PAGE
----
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The Valley Reporter
P.O. Box 119
Waitsfield, VT 05673

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Waitsfield BOS discusses future of town pond



By Lisa Loomis

The Waitsfield Select Board may come to voters on whether the dam at the Waitsfield town pond should be replaced or removed, or whether the pond should be reduced in size.

The 30-year-old dam at the north end of the pond is severely compromised and fixing it will cost between $30,000 and $50,000.

The select board heard this week from the engineer overseeing the dewatering of the pond and was advised of its options going forward. Engineer Shawn Patenaude from Weston and Sampson in Waterbury presented the board with his analysis of the dam and the pond and explained how the town could move forward.


After hearing the cost estimates, board member Roy Hadden suggested the solution may need to be brought to the voters. But time is of the essence as engineering and permitting the repair/removal will take about a month and while the dam and pond are not currently unstable, a heavy storm could destabilize them.

The town took action to reduce water levels in the dam last month after the outtake pipe from the town pond to a lower pond was submerged because water was not draining out of the lower pond. Additionally, a large sinkhole developed in the earthen dam separating the two ponds. That action earned the town a 1272 violation order from the state for discharging water into a wetland without a permit. That state order required the town to hire an engineer to develop a plan for remediating the wetland and dealing with the pond/dam issue.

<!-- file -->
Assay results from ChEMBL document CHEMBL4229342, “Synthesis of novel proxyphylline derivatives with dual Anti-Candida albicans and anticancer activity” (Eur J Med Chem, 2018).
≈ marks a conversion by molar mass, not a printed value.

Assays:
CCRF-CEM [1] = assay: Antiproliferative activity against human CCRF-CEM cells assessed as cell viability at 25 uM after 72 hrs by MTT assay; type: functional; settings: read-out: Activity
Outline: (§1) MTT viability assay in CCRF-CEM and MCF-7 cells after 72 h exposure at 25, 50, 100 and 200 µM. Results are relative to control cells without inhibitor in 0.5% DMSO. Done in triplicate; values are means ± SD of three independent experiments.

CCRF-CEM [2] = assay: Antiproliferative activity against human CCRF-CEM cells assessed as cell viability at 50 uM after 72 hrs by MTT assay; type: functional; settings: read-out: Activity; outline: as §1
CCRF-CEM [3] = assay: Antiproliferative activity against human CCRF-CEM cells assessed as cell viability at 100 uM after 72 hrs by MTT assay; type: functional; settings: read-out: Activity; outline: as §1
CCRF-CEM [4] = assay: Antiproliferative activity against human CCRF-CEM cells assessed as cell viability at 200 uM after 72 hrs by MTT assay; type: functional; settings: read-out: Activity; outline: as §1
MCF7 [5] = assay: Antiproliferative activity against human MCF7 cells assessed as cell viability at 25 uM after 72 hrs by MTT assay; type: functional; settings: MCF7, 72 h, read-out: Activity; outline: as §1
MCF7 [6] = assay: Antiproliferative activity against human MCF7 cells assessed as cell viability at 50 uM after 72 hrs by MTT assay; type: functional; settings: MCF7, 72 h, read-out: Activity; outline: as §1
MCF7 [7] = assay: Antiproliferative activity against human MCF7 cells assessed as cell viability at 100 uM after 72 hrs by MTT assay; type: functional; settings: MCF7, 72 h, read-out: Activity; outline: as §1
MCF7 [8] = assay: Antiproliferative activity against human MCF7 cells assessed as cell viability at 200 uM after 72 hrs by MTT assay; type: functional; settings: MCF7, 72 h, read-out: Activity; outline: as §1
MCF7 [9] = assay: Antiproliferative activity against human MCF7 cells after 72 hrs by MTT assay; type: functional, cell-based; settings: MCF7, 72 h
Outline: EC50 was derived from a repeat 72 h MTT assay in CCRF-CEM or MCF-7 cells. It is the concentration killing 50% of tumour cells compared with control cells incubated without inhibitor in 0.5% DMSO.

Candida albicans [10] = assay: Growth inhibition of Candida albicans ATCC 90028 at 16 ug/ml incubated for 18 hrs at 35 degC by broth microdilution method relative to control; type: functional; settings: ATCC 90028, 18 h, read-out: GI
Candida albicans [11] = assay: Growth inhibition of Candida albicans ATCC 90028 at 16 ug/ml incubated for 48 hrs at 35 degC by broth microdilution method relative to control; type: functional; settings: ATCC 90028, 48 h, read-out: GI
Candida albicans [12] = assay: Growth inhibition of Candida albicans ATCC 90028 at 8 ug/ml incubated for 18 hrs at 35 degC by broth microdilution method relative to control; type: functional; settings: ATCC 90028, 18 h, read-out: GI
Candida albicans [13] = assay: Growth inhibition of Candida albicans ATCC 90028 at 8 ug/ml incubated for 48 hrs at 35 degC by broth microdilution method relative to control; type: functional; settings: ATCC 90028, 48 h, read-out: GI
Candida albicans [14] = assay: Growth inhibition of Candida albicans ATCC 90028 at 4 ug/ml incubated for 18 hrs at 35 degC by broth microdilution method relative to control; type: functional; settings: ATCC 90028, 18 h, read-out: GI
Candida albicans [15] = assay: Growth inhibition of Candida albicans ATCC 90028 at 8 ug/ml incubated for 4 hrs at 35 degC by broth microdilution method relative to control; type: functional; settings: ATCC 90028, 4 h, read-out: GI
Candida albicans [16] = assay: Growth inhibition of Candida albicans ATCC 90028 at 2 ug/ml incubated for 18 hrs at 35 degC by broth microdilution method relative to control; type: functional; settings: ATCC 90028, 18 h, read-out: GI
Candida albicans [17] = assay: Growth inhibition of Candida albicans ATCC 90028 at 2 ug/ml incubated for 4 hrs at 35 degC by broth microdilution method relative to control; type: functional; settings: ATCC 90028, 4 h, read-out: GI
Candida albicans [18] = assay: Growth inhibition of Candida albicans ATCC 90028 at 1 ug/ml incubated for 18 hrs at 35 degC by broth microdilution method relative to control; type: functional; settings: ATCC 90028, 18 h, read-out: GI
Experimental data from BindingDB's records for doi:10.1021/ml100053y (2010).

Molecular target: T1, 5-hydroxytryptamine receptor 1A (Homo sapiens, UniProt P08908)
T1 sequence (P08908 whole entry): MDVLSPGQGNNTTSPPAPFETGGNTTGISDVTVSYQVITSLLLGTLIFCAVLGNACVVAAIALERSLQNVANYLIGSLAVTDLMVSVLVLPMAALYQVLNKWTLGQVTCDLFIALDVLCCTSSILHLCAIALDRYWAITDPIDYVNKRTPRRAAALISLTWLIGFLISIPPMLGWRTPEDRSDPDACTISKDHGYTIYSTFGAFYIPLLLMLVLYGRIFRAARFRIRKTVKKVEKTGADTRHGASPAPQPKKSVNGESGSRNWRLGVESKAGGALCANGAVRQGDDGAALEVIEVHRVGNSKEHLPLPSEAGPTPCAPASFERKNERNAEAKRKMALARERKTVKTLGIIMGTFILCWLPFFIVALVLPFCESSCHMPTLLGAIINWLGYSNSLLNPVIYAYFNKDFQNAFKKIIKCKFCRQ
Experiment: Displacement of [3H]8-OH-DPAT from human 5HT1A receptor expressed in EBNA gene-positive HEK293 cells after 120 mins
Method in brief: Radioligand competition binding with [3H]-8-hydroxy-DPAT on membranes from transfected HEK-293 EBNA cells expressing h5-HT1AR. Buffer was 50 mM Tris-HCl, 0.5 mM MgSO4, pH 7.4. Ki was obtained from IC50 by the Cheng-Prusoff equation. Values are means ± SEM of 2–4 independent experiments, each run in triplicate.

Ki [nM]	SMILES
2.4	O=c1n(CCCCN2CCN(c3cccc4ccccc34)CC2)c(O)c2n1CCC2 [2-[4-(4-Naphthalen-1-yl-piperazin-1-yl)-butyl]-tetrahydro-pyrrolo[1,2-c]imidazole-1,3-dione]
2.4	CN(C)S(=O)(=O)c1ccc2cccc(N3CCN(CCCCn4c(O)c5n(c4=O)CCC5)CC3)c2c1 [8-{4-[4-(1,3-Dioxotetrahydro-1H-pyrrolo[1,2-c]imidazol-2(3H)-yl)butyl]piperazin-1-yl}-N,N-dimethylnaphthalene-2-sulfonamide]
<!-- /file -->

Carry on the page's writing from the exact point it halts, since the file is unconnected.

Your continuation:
Patenaude provided the board with an extensive and clear understanding of the dam, and how it might be fixed or removed or modified. He explained that the outlet pipe was made of corrugated metal which normally lasts between 15 and 25 years. He said that when he crawled inside the pipe to where the intake pipe enters he found that the pipe had separated two to five inches and that there was a void around the outside of the pipe beyond what he could measure. That void led to the sinkhole this spring.


Patenaude also said that he discovered geotextile fabric around the outlet pipe indicating that the ground had been too wet when the dam was created and problematic because the fabric prevented the soil from knitting itself back together.

"As for the break in the pipe, the only way to fix it is to excavate that section of pipe and try to rejoin it. Doing that means exposing most of the pipe and you're nearing or past the design life of that pipe. If you have it excavated, why not replace it along with the riser? The pipe is 80 feet long and it is not a costly or involved process," he said.


He said that digging out and replacing the entire structure with precast concrete was the recommendation of his firm. He urged the board to remove the geotextile fabric as well and suggested that the board have the earthen dam removed and set the material aside to dry out because its moisture content was too high, the entire dam is sodden from the water that leaks through the break in the pipe. After the material dries out, it will need to be mixed with some dry material so the water content in the new dam is right.